Britain gears up for drastic emergency budget Tuesday


London: Britain is gearing up for severe hardships with the David Cameron government set to announce its emergency budget Tuesday, wielding the axe on public spending to reduce the massive public debt of 903 billion pounds – equivalent to 62.2 percent of the country’s GDP.

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Forecasts are that it will hit growth and cost jobs in the short term but ensure economic recovery during the tenure of the current parliament.

The government has already prepared the ground for a stifling budget by cutting 12 projects worth 2 billion pounds and suspending a dozen more worth 8.5 billion pounds.

Treasury Secretary George Osborne announced the cuts to hospitals, police, social security payments, schools, libraries, leisure projects and roads. Free swimming for the over-60s and under-16s is to be abolished.

The axe also fell on a Stonehenge visitor centre, saving 25 million pounds, a 7 billion pounds programme to replace the fleet of Sea King search-and-rescue helicopters, a 1 billion pounds allowance provision for the young unemployed and an 80 million pounds loan to Sheffield Forgemasters to manufacture nuclear parts. A funding proposal of 45 million pounds for the British Film Institute’s planned film centre on the South Bank has been scrapped.

Incidentally, the axe fell three times on Sheffield, the constituency of Deputy Prime Minister Nick Clegg, costing more than 100 million pounds. Along with the Forgemasters loan, which had been intended to support the nuclear industry, a 13 million pounds industrial park was cancelled and 12 million pounds plans to modernise the city’s shopping centre suspended.

Another expected cut may be in the form of an offer of a 12-month national insurance holiday for the first 10 workers employed by new firms during the next three years. Osborne’s announcement that he is examining ways of cutting down the public sector pensions bill has invited a warning from the British industry that it could lead to drastic union strikes.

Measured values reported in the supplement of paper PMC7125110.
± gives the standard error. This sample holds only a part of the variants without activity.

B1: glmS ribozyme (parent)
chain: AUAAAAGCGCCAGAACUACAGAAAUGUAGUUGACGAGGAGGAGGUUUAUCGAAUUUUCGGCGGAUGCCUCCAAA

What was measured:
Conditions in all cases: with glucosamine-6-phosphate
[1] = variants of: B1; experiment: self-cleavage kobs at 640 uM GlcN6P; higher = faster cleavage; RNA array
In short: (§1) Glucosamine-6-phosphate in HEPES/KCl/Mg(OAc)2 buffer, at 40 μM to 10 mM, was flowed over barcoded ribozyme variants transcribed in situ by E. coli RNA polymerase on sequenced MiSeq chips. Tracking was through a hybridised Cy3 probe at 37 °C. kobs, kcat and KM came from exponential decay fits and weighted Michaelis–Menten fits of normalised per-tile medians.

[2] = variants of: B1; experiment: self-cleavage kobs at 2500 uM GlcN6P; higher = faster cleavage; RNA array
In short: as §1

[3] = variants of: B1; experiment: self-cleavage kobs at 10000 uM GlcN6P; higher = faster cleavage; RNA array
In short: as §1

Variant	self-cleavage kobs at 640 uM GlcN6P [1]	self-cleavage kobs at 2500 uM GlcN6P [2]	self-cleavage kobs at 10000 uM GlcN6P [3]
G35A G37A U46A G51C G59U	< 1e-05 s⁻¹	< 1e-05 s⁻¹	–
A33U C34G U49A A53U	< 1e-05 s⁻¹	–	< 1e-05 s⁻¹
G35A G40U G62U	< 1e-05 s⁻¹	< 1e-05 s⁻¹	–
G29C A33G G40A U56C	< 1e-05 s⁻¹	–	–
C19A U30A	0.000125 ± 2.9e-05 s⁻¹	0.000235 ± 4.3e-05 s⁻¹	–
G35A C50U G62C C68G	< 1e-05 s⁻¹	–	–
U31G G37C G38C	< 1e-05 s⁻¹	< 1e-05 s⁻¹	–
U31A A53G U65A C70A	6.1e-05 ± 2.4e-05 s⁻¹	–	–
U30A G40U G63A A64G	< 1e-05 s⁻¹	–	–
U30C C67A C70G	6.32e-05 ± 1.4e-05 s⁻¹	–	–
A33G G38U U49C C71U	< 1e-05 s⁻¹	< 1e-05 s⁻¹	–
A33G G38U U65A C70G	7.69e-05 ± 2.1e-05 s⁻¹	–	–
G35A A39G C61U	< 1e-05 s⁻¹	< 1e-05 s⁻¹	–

The cuts are but a forecast of how Osborne will use his budget to announce by how many tens of billions he intends to reduce spending. His argument will be that the risks to growth from deficit reduction are smaller than those from the increase in interest rates that would result from the financial markets cutting up rough.

The government thinking is, as The Guardian put it, the problem with the public finances is that spending is too high rather than that taxes are too low. It would prefer to cut 4 pounds in spending for every 1 pound it raises in taxes, which is the ratio proposed by both the IMF and the Organisation for Economic Co-operation and Development. Osborne hinted on Andrew Marr’s television show Sunday that he might not be able to achieve this goal, which is an exceptionally testing one.

The government is unwilling to axe funding to the National Health Service and international development by more than necessary. This means Osborne is left with the choice of either raising money through increased taxes or announce a 25 percent cut across the board. Experts, however, expect him to take the middle path and announce both tax increases and benefit cuts Tuesday.

The government hopes that an improved private sector performance along with increased consumer spending will offset the impact of the cuts on the country’s growth rate.

What holds for Britain in Tuesday’s budget is more or less summed in what Prime Minister David Cameron told a European Union summit in Brussels recently: “If we don’t deal with our debts and deficit we will never have the economy we need to get sustainable recovery.”